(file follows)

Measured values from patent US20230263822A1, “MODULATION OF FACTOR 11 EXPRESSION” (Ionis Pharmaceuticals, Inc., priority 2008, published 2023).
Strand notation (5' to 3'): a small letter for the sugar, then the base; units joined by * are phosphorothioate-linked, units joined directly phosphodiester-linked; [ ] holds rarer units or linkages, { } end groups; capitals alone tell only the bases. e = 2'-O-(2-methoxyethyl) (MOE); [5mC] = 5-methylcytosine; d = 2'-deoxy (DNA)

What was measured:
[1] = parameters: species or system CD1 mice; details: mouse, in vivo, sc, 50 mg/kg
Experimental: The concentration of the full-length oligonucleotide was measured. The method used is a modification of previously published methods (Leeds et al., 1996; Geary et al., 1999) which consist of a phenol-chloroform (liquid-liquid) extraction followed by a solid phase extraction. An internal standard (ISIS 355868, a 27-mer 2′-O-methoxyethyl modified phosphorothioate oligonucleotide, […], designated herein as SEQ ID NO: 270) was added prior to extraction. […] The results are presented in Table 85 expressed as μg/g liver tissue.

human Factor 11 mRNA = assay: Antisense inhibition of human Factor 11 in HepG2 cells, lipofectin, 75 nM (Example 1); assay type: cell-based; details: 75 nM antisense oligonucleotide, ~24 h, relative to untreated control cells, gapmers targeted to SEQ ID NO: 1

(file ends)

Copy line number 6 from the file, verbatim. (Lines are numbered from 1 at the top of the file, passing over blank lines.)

human Factor 11 mRNA = assay: Antisense inhibition of human Factor 11 in HepG2 cells, lipofectin, 75 nM (Example 1); assay type: cell-based; details: 75 nM antisense oligonucleotide, ~24 h, relative to untreated control cells, gapmers targeted to SEQ ID NO: 1